I could write 1000 words on St. Anger alone, but that’s not the point of this post. St. Anger represented so much for these guys, now millionaires, adults, sober, going to therapy… good grief… and yet they make this noise. It’s a deeply satisfying, ugly, abrasive run from beginning to end. And there’s a DVD of them playing every single track. It’s not just a few singles and some filler. They mean every note. They took a ton of crap for it at the time, and especially for the accompanying documentary, but the music still pushes the envelope like none of their other records since the last they created with Burton, Master of Puppets.
Following St. Anger comes Death Magnetic. I credit Robert Trujillo’s integrity (scroll to 4:26 for Hit The Lights) and talent for spurring on the other three to prove they have it in them. On initial listens, I thought it was OK. Since then, I’ve seriously come to appreciate and rock out to it regularly. My favorites are That Was Just Your Life and the excellent All Nightmare Long. What got me into this record was watching them execute Nightmare live. They composed this late in their career and play it with as much conviction as anything else, even from back in the day when I was a teenaged headbanger.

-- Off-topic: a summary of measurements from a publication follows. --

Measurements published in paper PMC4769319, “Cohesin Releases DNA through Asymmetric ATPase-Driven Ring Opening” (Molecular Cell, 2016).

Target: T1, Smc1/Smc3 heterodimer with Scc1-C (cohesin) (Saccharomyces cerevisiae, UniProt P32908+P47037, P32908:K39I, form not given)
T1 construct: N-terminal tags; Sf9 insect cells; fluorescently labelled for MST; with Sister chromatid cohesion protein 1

So say what you want about their less-favorably-percieved moments. Their decade or so of eh-metal. My faith has been renewed. I will admit I don’t understand Lulu, and it’s really easy to say it just plain sux, but I can’t help respect their attitude for birthing such a beast. Steven Hyden, editor of The AV Club, one of my favorite entertainment media sites sums it up well: